The quake, the biggest in the region in 25 years, jolted many
residents out of bed when it hit at 3:20 a.m.. It was centered 6
miles (10 km) south of the city of Napa, which is located about 50
miles northeast of San Francisco.
There were no known fatalities, but three people were seriously
injured, including a child who suffered multiple fractures after a
fireplace fell on him, local fire battalion chief John Callahan
said. Six fires broke out, including one that consumed six mobile
homes, he said.
Queen of the Valley Medical Center in Napa said it had treated 120
patients injured in the quake, which was strong enough to be felt
throughout the San Francisco Bay Area.
“They say it went for 50 seconds. It felt like 50 minutes. I was
just too terrified to even scream,” said Patricia Trimble, 50, the
owner of an antique store. She rushed to her store in central Napa
and found the front window blown out, cabinets on their sides and
merchandise littering the floor.
Graphic on the Napa quake: http://link.reuters.com/tud72w)
California Governor Jerry Brown declared a state of emergency,
putting all state resources at the disposal of his Office of
Despite the force of the quake, it ranks as only moderately strong.
California, which sits along a series of seismic faults, is forecast
to experience a much more powerful earthquake at some point, but
scientists do not know when it might come or how strong it would
measure, a geophysicist with the U.S. Geological Survey (USGS), Don
"Usually when people talk about 'The Big One,' they're talking about
something on the order of a magnitude 9, which of course is
tremendously more powerful" than Sunday's quake, he said.
The biggest impact was centered around Napa, a famous wine-producing
region and a major tourist destination in northern California.
Brick facades gave way in the historic section of downtown Napa, a
city of 77,000, and bricks fell off a second floor corner of the
courthouse, which showed cracks. On the main street, masonry
collapsed onto a car.
One building housing winery tasting rooms had to be closed to
tourists, and the floors of many wine stores were stained red from
the contents of broken wine bottles.
Tyler Paradise, general manager of Cult 24 wine bar in Napa,
estimated his business lost $50,000 worth of bottles that spilled
out of cabinets and littered the floor.
As dawn broke, merchants were on the streets sweeping up debris and
boarding up windows.
State emergency officials said Sunday afternoon that 90 to 100 homes
in Napa were "red-tagged," meaning they were not safe to enter.
Mark Ghilarducci, director of California Governor’s Office of
Emergency Services, said most of downtown Napa had been cordoned off
as crew assessed building damage. City officials said all schools
would be closed Monday so that buildings could be checked for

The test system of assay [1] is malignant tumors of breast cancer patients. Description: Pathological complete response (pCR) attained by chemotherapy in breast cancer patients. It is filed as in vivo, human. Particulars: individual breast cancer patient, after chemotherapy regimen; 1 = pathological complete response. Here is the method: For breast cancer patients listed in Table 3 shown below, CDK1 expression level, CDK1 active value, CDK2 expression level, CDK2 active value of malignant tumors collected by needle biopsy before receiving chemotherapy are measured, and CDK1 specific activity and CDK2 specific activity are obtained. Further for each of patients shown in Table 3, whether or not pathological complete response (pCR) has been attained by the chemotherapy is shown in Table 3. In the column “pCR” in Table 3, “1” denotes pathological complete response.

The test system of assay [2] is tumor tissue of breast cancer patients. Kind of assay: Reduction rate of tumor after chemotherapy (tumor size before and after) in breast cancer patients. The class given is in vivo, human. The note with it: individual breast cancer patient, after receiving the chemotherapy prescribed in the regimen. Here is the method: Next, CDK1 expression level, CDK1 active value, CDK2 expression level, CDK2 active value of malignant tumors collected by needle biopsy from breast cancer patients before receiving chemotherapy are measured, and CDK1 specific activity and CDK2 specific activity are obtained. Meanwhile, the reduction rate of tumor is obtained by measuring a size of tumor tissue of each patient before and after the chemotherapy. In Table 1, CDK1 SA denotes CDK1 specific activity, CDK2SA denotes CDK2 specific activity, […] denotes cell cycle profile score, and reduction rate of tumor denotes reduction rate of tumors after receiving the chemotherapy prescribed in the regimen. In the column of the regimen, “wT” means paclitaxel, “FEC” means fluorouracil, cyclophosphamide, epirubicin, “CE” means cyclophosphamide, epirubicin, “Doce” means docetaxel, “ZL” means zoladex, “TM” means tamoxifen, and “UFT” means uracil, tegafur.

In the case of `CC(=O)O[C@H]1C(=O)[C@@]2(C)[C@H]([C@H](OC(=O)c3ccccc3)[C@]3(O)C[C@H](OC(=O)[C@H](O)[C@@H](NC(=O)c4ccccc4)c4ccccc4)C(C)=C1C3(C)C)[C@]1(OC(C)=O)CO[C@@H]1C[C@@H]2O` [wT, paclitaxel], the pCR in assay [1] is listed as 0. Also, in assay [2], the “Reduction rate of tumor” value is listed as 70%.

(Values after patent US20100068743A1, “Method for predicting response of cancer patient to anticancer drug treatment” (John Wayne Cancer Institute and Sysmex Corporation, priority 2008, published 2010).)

Police in the nearby city of Vallejo said the initial assessment of
damage was in excess of $5 million, and one building on Georgia
Street with eight residential units was evacuated because of
Around the region, emergency crews worked to extinguish fires in
mobile homes, close water main breaks, clean up broken glass and fix
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By mid-afternoon, 20,000 to 25,000 people were still without power,
down from 70,000 after the earthquake hit. “Right now, things are
stabilizing a little bit,” said Ghilarducci.
Napa City Manager Mike Parness said it could take a full week before
the city was fully restored.
"We’re seeing people coming together and helping people and getting
buildings back on line as soon as possible," Parness told a midday
"WOKE US ALL UP"
USGS said the epicenter of the quake was 5 miles (8 km) northwest of
the town of American Canyon, on the northern edge of the San
It was the largest to hit the Bay Area since the Loma Prieta quake
in 1989, which killed 63 people and caused $6 billion in property
damage. That quake measured 6.9, while the famous one that leveled
San Francisco in 1906 measured 7.8.
"It was long. I think it was the biggest one since I felt the 1989
quake," said Stephanie Martin, 47, a nursing assistant in Oakland,
which sits just across the bay from San Francisco.
"Nothing tipped over, thank God. Rolling back and forth. Just woke
us all up," she said.
John Parrish, state geologist with the California Department of
Conservation, said the quake most likely occurred along the West
Napa Fault in Napa County.
Throughout Sunday, 50 to 60 after-shocks hit the area, the largest
clocking in at a 3.6 magnitude.
Parrish said it was unlikely that a larger earthquake was yet to
come, but he warned that it was likely that the area could
experience smaller after-shocks for the next couple of days.
Structures damaged in the quake would be dangerous to enter,
especially during after-shocks, he said.
“This is a good time to remind everyone that we live in earthquake
country. None us are immune to any of this,” said Parish, urging the
public to “resupply earthquake kits.”
(Additional reporting by Fiona Ortiz and Robin Respaut; Writing by
Peter Henderson, Dina Kyriakidou and Eric Beech; Editing by Leslie
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